However there is a more fundamental issue requiring attention. International financial imbalances related to distorted financial systems in major East Asian economies gave rise to a need for ultra-easy monetary policies to sustain global economic growth in the first place. Reasons for this are suggested in More on: Should Donald Duck? Societies with an ancient Chinese cultural heritage have achieved economic ‘miracles’ by using financial systems in which profitability has not been a significant consideration in making investments. They thus needed to suppress demand to reduce the risk of financial crises. This created international financial imbalances and a global demand deficit that would have made global growth unsustainable unless compensated for by excess demand in their trading partners (especially the US). That excess demand could only be financed by easier monetary policies to allow household / government debts to rise and create a wealth effect due to rising asset values. The latter then led to distorted investment and long term social / political problems as noted above.

The US Federal Reserve is attempting to normalize interest rates. However eliminating the distortions in major East Asian financial systems that caused the problem in the first place is also needed (eg as suggested in International Regulation of Lending Standards and GDP is a Critically Important 'Sustainable Development Goal'). Reform is particularly important to Australia because of its economic relationships with China, and China’s likely inability to sustain strong economic and financial relationships because of the debt-crisis that its distorted financial system has produced and is continuing to produce (see China as the Failing Hegemon: The Need for Global Cultural Understanding and Inadequate Reform Proposals in Early 2017).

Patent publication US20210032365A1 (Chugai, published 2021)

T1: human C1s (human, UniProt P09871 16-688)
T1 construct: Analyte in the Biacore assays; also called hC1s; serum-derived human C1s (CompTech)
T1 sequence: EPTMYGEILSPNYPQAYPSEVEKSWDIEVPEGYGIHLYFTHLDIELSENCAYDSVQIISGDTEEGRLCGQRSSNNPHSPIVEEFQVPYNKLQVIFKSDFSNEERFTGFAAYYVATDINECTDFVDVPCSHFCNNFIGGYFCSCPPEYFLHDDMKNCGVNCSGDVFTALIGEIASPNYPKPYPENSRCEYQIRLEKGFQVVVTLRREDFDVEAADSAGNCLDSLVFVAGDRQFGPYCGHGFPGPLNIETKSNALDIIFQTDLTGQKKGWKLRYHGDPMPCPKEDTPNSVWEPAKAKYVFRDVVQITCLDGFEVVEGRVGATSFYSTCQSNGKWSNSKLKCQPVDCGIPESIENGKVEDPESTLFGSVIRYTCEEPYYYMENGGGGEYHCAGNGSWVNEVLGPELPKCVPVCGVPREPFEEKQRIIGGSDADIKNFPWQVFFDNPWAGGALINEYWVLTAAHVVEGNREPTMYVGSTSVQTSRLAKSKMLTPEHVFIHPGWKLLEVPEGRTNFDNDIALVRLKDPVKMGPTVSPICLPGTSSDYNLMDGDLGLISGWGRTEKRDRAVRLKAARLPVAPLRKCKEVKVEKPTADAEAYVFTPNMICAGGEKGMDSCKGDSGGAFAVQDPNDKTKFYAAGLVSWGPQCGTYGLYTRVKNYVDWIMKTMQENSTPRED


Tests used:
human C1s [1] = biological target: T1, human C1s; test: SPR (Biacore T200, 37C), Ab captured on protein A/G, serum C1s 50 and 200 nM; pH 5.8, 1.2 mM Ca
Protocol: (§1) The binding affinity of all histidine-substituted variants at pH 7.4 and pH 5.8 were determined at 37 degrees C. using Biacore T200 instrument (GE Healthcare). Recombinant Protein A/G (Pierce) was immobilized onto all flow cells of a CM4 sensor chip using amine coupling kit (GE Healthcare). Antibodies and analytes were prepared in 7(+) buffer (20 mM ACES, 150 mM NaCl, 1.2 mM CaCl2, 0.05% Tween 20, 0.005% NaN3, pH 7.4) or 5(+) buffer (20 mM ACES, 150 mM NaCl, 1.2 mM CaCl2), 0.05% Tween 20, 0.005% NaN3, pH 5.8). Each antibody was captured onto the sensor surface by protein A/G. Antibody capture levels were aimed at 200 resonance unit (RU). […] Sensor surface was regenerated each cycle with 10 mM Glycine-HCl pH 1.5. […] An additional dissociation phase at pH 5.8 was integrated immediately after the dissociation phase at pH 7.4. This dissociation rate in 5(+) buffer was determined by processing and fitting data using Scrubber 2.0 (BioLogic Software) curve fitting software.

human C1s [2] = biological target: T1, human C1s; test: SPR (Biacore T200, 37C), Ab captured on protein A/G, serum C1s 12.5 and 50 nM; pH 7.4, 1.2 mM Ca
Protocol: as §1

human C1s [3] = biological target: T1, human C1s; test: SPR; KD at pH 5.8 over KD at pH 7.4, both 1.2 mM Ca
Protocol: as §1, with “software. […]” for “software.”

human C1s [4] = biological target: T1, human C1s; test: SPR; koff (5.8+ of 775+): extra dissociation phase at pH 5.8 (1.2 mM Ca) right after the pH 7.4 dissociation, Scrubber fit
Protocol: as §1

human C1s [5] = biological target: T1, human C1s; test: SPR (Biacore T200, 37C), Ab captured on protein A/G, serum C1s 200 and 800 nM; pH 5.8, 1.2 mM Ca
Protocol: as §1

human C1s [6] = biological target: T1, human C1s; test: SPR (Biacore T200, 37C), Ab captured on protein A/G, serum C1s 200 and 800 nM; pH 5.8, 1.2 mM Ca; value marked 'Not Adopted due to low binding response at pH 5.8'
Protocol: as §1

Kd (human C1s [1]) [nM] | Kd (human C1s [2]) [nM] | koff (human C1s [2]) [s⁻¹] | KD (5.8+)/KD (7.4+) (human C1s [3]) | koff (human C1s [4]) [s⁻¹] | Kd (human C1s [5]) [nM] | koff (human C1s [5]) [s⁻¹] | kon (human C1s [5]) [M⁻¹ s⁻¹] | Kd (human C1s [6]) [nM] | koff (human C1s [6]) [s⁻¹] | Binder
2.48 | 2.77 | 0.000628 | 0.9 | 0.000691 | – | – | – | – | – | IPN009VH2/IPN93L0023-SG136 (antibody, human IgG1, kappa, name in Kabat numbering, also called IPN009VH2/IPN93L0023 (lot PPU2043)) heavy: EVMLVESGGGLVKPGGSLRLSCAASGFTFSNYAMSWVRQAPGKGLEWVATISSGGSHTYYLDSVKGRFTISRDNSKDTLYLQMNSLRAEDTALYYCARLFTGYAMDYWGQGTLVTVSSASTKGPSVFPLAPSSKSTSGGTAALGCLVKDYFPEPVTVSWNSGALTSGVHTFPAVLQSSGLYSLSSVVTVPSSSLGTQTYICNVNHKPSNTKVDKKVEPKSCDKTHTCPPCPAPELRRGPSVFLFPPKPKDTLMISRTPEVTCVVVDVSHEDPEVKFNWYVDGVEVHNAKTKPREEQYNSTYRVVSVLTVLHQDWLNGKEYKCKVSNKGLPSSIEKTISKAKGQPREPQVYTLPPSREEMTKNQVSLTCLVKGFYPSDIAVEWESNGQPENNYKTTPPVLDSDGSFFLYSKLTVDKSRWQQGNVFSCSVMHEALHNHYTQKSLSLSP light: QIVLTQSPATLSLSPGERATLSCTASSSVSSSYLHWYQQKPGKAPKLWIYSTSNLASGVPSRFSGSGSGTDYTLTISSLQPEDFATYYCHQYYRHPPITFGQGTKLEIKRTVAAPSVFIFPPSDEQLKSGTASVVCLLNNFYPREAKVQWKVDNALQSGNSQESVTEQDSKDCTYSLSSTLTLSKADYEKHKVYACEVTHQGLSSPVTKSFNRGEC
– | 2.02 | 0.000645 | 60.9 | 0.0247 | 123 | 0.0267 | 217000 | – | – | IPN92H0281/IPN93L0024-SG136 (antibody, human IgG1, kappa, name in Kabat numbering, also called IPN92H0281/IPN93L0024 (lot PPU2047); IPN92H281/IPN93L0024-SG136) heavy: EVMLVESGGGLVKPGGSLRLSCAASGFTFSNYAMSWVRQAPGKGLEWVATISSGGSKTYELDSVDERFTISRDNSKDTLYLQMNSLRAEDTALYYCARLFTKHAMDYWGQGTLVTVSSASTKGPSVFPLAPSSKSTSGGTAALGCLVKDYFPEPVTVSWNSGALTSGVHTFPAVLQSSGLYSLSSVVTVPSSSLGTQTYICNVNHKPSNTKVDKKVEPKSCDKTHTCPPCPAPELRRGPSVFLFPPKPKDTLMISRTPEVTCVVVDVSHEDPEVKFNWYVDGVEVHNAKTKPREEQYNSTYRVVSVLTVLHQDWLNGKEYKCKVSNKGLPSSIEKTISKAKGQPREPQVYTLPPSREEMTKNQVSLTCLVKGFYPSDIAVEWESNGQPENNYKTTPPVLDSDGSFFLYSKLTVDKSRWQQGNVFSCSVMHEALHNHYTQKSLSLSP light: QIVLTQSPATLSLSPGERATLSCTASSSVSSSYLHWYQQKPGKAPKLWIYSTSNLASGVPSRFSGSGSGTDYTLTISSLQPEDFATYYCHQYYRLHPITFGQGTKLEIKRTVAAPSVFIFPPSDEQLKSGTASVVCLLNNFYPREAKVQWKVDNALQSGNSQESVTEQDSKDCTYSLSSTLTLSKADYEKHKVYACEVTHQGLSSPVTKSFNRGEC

While it is highly desirable to consider issues related to housing affordability, it is essential to recognise that solutions are unlikely to be found by considering housing in isolation. Because ultra-easy money policies seem likely to have had the main adverse impact on housing affordability (and on social equality generally), reforms to financial systems are likely to bring the biggest benefits.

John Craig

End